Re: “Natural Gas Piping: It’s Time for Better Risk Control,” by John Puskar, PE (May 2010)
Mr. Puskar’s recommendations to address the hazards associated with purging and blowing natural gas from large industrial piping systems are a significant contribution to the dialogue that is taking place on this important subject. Mr. Puskar correctly identifies two codes that can inform the designer, constructor, and operator of fuel gas piping systems in preparation for a safe purge of natural gas into and from the piping: 29 CFR 1910.147, concerning the lockout/tagout control of hazardous energy, and the National Fuel Gas Code (NFPA 54). POWER magazine readers should also know of the limitations of NFPA 54 and of the other statutes and codes that may apply to this activity.
First, while NFPA 54 does govern the design, construction, inspection, and purging requirements for many commercial fuel gas systems, that code does not apply to fuel gas piping in electric utility power plants. A 2009 revision to Section 18.104.22.168 of NFPA 54 explicitly excludes those piping systems from the reach of that code. Instead, ASME B31.1, Power Piping Code, applies to the design, construction, and inspection of power plant fuel gas piping systems. The applicability of ASME B31.1 to these piping systems is made explicit in paragraph 100.1.2 of that code. Also, the NFPA 54 defines a purge as follows: “To free a gas conduit of air or gas, or a mixture of air or gas.” The cause of the 2009 explosion at the ConAgra plant in North Carolina, as reported by the U.S. Chemical Safety Board (CSB), was the result of one or more unsafe gas purges. In contrast, the CSB reports that the 2010 explosion at the Kleen Energy plant in Connecticut was the result of a “gas blow.” The CSB reports that a “gas blow” is an operation in which natural gas is used to clean debris from new fuel gas piping. A “gas blow” is not a “purge” as that term is used in NFPA 54. Southwest Gas does not perform gas blows, and is unaware of any other natural gas utility that cleans debris from its pipelines by gas blowing.
Next, for those employers that are bound by the U.S. Occupational Safety and Health Act, 29 USC 654(a)(1) applies to gas purging and blowing operations. This federal statute is the "general duty" clause, and it provides that: "Each employer shall furnish to each of his employees employment and a place of employment which are free from recognized hazards that are causing or are likely to cause death or serious physical harm to his employees." The 2009 Field Operations Manual, published by the Occupational Safety and Health Administration (OSHA) of the U.S. Department of Labor, describes the operation of the general duty clause as follows:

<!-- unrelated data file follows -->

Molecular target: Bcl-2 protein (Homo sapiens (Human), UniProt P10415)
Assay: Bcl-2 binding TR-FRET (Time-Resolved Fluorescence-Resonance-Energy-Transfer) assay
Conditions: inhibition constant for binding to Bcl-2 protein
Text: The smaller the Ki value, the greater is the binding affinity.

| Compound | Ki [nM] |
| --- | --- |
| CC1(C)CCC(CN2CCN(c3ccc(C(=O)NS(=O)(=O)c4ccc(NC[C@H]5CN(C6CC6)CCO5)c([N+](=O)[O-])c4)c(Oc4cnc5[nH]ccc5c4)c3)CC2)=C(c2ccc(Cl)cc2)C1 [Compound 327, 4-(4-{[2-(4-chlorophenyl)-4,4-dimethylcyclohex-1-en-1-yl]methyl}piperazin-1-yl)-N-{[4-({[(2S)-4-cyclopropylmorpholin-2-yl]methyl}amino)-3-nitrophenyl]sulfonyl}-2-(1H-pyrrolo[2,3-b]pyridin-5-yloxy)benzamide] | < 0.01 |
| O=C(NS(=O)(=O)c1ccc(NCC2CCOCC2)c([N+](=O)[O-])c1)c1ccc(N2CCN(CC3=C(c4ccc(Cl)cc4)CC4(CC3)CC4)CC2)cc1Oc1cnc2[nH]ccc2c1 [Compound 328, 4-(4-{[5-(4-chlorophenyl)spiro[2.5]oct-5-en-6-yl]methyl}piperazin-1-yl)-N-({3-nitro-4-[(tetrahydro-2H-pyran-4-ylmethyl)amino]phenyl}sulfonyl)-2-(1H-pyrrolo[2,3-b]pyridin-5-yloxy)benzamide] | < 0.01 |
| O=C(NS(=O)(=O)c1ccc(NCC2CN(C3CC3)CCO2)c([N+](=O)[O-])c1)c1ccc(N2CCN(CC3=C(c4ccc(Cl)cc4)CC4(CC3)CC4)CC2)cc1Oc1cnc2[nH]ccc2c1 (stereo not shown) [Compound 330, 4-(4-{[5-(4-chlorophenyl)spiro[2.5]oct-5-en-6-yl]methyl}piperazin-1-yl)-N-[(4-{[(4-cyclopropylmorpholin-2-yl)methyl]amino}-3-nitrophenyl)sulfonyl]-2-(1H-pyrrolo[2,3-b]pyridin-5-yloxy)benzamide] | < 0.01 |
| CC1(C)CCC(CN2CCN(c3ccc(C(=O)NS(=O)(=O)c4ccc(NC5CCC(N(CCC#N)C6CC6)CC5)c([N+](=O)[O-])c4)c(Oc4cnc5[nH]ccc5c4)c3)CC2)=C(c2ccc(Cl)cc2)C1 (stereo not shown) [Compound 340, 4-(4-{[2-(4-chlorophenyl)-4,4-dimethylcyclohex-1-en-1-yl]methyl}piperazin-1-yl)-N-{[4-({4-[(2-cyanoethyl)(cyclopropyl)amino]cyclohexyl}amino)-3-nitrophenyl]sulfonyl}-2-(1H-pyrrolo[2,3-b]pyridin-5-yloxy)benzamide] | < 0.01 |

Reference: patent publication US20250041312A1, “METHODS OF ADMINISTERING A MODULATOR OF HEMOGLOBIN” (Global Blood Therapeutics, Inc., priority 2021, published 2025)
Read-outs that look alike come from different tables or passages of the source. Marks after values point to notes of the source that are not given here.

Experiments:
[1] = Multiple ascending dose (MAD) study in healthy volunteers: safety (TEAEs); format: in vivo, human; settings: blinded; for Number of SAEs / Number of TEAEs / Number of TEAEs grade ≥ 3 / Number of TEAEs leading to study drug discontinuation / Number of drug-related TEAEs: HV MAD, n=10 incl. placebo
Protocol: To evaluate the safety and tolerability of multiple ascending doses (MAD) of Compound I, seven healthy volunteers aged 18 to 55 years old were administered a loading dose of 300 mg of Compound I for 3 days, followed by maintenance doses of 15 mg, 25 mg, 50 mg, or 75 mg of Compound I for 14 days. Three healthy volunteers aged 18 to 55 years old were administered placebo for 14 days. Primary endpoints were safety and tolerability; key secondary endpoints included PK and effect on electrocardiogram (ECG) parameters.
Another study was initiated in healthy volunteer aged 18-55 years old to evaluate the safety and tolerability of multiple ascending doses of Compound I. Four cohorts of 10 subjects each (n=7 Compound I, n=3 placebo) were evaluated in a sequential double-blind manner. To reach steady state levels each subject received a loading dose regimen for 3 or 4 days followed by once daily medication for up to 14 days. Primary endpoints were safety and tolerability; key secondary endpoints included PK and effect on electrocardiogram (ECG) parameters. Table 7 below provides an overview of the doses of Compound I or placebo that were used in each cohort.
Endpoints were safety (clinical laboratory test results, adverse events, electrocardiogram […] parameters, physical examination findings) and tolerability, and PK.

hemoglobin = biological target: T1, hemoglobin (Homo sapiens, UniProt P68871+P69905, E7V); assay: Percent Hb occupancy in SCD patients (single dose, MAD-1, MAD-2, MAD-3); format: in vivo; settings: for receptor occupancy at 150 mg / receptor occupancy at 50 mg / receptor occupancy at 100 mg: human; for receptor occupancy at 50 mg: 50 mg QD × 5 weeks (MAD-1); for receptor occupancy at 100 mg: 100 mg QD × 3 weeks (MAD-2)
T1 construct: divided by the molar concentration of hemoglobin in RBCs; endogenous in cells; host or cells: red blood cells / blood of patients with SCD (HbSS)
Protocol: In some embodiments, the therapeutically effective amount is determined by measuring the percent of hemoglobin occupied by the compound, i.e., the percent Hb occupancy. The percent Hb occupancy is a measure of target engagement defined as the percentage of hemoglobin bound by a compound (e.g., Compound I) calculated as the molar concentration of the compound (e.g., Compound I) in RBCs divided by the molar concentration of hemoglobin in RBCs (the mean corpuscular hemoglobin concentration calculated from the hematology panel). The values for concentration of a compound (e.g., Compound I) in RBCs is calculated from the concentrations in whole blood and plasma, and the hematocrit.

“In general, [U.S. Occupational Safety and Health] Review Commission and court precedent have established that the following elements are necessary to prove a violation of the general duty clause:
- The employer failed to keep the workplace free of a hazard to which employees of that employer were exposed;
- The hazard was recognized;
- The hazard was causing or was likely to cause death or serious physical harm; and
- There was a feasible and useful method to correct the hazard.”
Finally, the OSHA Hazard Communication Standard (HCS) can apply to gas purging and blowing operations. Identical versions of this code are found at 29 CFR 1910.1200 and at 29 CFR 1926.1200. Natural gas is a “hazardous chemical” as that term is used in the HCS, and as such, employers that move or displace natural gas during any purging or gas blowing operations are required by the HCS to obtain the material safety data sheets (MSDSs) for the natural gas that they are using, to develop a written hazard communication plan, to make this MSDS available to their employees, and to provide training to employees in relation to the MSDS.
Following the tragic accidents identified in Mr. Puskar’s article, Southwest Gas Corporation drafted and published an MSDS that identifies a number of hazards associated with odorized natural gas that can cause serious injuries, including purge-related hazards (http://www.swgas.com/emergencysafety). This MSDS also includes a number of precautions, engineering controls, and safe work practices that address purge-related natural gas hazards. Southwest Gas has alerted all of its commercial customers of the availability of this MSDS. Readers of POWER magazine are encouraged to review this MSDS and to compare their practices to those in the MSDS. In addition, several natural gas utilities have published similar safety information bulletins that can be found on their websites.
—Craig Roecks, Assistant General Counsel/Legal Affairs, Southwest Gas Corp.